• The Fair Share Agreement continues to evolve:
    • Structural adjustments continue to be made to produce revenue.
    • One-time disbursements made include:
      • $35,648,650 transferred to SWBNO
      • MCC Funds – $28 million (disbursed)
      • FEMA Revolver – $7.5 million (disbursed)
      • HMGP – 3 Phases – $16 million (in process)
  • The Project Delivery Finance Team (PDU) closed more than 100 projects to date, including most of the DPW Phase II FEMA projects, which will help ensure the City does not have to pay back grant funds. The department also coordinated other cost saving projects:
    • Coordination of 2020 Bond Tax Exempt sale for $300 million
    • Coordination of 2020 GOMESA Project approval for $29 million
    • PDU has provided and/or filed more than 15,000 invoices and contracts in response to grant reimbursements, project close-outs, public records requests, audits, and general program requests.
    • PDU Sustainable Infrastructure managed $208.7 million in hazard mitigation and disaster resilience projects, of which 72% are progressed to 90% design or beyond. When constructed, these projects will store more than 42.5 million gallons of stormwater.
  • DPW has issued 72 construction notices to proceed (NTPs), with an estimated value of $390 million.
    • 38 of the 72 NTP’s are within the Joint Infrastructure Recovery Response Program.
  • DPW has achieved 23 substantial completions, with an estimated value of $50 million.
    • 5 of the 23 Substantial completions were with the JIRR Program.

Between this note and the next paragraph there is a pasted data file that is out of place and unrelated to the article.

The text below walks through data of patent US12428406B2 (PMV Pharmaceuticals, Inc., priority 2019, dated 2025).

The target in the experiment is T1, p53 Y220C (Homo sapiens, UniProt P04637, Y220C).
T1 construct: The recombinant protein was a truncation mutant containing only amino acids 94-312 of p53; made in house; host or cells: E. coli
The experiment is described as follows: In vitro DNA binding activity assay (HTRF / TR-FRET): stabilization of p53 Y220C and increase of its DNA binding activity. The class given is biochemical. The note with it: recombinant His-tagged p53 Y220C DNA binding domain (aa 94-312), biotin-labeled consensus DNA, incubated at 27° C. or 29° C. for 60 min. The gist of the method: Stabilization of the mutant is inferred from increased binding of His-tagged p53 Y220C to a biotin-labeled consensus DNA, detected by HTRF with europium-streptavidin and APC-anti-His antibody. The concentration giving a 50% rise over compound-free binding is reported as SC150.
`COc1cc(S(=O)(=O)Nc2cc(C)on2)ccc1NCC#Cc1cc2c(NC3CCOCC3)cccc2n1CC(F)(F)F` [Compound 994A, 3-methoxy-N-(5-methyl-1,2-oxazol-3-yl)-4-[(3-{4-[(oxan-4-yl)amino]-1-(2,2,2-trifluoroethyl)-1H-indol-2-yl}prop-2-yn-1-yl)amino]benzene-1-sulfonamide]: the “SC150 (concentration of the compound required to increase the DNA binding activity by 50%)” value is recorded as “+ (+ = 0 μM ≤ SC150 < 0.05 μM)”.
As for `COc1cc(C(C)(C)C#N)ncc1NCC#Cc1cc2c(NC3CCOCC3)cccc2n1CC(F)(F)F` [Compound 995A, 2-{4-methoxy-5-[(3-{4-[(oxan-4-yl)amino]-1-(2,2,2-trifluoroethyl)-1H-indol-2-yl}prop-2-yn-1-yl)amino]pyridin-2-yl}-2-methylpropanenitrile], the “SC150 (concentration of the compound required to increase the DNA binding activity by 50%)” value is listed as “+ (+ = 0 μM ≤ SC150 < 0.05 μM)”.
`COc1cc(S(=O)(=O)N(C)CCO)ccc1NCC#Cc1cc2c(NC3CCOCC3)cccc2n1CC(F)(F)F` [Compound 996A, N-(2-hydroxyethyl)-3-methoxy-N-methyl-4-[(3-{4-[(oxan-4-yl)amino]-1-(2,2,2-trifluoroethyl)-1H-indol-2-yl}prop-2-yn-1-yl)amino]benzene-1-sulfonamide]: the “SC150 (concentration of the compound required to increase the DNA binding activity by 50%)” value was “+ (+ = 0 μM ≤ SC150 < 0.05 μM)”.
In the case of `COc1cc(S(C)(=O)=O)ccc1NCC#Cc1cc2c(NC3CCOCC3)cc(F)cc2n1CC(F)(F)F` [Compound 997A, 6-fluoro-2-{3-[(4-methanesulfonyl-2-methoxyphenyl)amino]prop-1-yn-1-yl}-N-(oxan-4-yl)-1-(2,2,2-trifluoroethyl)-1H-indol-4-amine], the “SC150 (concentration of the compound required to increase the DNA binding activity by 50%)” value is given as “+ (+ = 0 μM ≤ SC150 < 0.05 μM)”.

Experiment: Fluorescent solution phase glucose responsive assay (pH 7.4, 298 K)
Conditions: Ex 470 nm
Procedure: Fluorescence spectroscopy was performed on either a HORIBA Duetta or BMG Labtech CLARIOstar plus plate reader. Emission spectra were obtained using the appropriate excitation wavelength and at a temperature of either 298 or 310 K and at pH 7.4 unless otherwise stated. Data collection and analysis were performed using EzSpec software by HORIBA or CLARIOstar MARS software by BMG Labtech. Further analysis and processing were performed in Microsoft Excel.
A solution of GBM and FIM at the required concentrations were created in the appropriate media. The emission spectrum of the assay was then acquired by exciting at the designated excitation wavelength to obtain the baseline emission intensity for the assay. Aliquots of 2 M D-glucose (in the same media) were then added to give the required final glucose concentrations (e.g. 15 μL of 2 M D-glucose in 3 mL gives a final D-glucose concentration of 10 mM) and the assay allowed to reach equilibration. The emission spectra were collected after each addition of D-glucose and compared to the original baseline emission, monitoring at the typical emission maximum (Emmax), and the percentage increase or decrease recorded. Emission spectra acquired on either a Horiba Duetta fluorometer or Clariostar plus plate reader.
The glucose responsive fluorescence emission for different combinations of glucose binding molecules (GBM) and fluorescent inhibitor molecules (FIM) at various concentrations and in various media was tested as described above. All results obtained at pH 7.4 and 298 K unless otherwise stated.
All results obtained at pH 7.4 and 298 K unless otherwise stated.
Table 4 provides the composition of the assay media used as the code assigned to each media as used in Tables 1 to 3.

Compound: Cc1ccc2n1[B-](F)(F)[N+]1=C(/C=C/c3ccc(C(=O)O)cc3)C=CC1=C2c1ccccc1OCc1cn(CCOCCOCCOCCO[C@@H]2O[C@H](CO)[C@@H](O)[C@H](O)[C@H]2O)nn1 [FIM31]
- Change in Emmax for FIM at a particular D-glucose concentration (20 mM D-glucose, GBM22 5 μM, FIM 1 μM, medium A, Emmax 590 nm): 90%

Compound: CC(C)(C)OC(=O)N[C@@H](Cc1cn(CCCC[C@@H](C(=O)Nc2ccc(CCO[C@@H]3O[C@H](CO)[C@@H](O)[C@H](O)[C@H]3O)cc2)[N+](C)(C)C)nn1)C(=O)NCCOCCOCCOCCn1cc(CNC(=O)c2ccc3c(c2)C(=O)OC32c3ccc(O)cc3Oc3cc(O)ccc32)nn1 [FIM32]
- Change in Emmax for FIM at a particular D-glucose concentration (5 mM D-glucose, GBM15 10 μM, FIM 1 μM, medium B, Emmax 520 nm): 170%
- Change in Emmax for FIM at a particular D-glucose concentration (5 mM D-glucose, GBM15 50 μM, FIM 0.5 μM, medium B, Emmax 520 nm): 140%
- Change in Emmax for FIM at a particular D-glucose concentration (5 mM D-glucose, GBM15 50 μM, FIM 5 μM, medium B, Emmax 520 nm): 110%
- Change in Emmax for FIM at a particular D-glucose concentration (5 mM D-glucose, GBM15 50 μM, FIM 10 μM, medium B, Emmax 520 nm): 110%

• DPW currently has 76 construction projects/initiatives that are in progress, with an estimated value of $479 million.
    • 45 of the 76 projects are within the JIRR Program, estimated value of $427 million.
  • DPW instituted technology-driven management of catch basins which has resulted in marked productivity improvement — 6,175 catch basins were cleaned/inspected using the new technology in 2020.
  • DPW implemented a technology-driven management system to aid in the efficiency pothole maintenance. With this new system 35,696 potholes filled since December 2019 on more than 2773 blocks throughout the city.
  • DPW introduced a pilot program to enhance public outdoor space Downtown by creating parklets using a limited supply water filled barriers. It is the City’s intention to allow applicants to transition into permanent parklets that will require more rigorous standards for layout and materials. As a part of this pilot, the City is waiving fees for parklets and sidewalk cafes during this time to encourage business activity while allowing for COVID protocol. The pilot is through the end of 2020, with a possible extension based upon COVID-19 guidelines.